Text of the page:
Money & Business

Daily Buzz: Who Earns More, Nonprofit or For-Profit Workers?

By / Jun 3, 2019 (SARINYAPINNGAM/iStock/Getty Images Plus)

Service-oriented jobs are gaining favor with college grads—and nonprofit paychecks are catching up. Also: Meeting planners, your time is money.

About four-out-of-five recent college graduates say it’s very important to have a sense of purpose in their work, according to a new Gallup poll. But with college debt looming overhead, can they find careers that are both purpose-driven and pay the bills?

Where for-profit jobs once had the advantage in offering higher pay, research shows nonprofit salaries can be just as competitive. In fact, average compensation, including benefits, for employees at nonprofits is $7.86 per hour more than those at for-profits, according to US Bureau of Labor Statistics data from 2014, the latest year for which figures are available.

“The growing interest in nonprofit work is yet another signal that employers should be aligning themselves with their purpose-driven employee pools,” writes Michelle Cheng on Quartz at Work. “Plus, it pays off: Studies show that employees who derive meaning from work report higher satisfaction and are more likely to stay with the company longer. In short, companies should no longer be striving to either be purpose-driven or profit-driven—but finding a case for both.”

What Are You Spending Time On?

As a meeting planner, you know your time is valuable. So why are you giving away your time to tasks that are beneath you?

“As an event planner, what you bring to the table is your years of events expertise, your charisma in selling a vision, and your business savvy in managing a budget,” says Karen Gordon on Smart Meetings. “If you’re spending time doing things a computer or an assistant can do, you’re depriving clients of the moxie that got you into the business to begin with.”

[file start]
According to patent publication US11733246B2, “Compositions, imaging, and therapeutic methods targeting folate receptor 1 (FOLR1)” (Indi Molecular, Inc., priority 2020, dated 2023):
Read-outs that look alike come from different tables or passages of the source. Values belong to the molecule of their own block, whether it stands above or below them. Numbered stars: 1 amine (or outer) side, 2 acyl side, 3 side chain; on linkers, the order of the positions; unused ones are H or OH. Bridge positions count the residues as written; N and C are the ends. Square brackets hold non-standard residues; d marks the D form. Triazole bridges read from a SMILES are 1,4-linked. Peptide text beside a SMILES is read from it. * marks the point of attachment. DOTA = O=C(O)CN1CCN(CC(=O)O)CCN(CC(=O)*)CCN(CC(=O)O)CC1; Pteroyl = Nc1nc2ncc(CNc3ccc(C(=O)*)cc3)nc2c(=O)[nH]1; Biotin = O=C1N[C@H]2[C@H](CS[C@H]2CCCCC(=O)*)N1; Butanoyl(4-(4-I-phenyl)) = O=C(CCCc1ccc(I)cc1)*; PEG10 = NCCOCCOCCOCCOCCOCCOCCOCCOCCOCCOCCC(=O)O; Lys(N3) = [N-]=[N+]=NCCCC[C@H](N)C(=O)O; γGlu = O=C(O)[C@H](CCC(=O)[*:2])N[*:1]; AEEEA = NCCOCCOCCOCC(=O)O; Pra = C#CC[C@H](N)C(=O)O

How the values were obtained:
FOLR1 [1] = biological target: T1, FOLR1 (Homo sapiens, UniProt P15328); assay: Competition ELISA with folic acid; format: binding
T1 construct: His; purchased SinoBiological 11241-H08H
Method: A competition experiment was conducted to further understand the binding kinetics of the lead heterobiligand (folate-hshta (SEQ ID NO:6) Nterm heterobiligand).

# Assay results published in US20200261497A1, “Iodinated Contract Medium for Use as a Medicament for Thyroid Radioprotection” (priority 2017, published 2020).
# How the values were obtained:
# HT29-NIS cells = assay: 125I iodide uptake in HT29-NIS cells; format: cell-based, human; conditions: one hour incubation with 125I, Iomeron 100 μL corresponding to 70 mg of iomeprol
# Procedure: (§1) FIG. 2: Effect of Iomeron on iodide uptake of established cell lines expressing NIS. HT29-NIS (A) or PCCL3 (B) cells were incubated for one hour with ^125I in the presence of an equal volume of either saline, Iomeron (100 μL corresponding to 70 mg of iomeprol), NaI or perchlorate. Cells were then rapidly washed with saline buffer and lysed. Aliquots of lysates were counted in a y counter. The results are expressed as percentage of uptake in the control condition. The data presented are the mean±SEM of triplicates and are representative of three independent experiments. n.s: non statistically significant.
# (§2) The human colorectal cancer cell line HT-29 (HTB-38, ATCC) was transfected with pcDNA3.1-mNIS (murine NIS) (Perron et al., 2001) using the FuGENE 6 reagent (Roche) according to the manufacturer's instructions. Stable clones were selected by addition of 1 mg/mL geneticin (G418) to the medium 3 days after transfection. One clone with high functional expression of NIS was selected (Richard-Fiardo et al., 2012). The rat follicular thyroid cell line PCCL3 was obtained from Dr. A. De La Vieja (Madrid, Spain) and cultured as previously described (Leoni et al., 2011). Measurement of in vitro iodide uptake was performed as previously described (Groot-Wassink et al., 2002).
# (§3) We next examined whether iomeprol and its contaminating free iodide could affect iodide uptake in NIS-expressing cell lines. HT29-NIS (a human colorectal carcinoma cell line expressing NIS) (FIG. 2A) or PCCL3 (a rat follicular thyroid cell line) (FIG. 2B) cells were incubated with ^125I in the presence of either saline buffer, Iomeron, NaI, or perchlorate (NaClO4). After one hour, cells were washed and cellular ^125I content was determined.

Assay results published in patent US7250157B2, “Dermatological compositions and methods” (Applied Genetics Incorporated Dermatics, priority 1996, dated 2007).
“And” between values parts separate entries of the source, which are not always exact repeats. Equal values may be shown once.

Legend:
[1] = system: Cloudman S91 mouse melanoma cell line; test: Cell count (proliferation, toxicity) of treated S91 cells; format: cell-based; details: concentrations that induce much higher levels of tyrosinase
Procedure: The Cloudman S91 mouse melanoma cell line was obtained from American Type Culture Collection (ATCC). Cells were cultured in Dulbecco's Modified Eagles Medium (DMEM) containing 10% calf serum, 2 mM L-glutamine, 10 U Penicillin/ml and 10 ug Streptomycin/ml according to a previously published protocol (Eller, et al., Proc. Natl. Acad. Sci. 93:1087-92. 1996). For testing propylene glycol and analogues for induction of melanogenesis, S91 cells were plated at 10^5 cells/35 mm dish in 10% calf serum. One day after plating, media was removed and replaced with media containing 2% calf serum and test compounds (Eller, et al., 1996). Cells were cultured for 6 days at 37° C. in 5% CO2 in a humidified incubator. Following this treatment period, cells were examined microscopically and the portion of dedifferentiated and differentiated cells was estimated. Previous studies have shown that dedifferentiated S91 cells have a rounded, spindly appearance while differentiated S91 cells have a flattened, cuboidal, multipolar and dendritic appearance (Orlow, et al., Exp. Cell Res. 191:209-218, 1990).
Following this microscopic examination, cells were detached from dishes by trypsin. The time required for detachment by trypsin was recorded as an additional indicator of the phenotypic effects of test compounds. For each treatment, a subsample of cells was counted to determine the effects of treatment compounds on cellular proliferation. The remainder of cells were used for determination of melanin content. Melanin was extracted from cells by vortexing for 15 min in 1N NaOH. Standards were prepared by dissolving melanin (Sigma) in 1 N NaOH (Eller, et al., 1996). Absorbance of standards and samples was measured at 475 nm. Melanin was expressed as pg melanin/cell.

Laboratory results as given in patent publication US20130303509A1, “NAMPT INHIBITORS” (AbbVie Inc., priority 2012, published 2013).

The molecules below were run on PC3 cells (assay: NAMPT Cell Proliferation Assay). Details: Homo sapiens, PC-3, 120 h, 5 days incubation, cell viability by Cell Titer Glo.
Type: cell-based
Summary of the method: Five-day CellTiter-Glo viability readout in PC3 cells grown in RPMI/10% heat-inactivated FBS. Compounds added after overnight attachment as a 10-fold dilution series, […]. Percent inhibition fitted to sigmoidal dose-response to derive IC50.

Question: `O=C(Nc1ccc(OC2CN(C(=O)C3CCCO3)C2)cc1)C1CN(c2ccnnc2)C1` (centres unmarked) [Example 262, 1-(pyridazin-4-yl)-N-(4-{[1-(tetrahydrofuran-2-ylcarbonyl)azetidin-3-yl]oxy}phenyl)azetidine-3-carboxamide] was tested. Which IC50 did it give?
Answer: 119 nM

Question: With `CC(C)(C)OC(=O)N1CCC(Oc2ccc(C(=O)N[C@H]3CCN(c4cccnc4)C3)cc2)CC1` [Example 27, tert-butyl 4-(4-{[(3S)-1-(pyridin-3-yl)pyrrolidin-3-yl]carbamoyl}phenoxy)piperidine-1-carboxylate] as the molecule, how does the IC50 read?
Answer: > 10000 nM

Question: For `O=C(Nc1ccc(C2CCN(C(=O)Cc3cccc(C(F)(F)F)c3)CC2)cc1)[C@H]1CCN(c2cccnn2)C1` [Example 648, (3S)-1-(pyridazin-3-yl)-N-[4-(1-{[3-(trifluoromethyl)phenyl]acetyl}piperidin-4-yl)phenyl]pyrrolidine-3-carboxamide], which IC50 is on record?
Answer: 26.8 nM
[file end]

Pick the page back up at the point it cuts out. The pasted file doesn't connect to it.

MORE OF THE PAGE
To ensure that you’re focusing on activities fit for your job level, Gordon suggests taking inventory of your time and noting assignments that don’t match your level of expertise. Then, delegate.

“We must start recognizing that our time is of value,” she says. “The cost of hiring another human or investing in technology or a consulting service needs to be weighed against the high cost of repeated wasted time.”

Other Links of Note

Struggling from decision fatigue? The HubSpot blog offers tips on how to train your brain for smart decision making.

Long live your passwords: Microsoft is doing away with its password expiration feature. TechCrunch explains the change.

Members’ needs change as they move along in their careers. The YourMembership blog outlines strategies for providing value at every stage.

Sophia Conforti

Sophia Conforti is a contributor to Associations Now. More »

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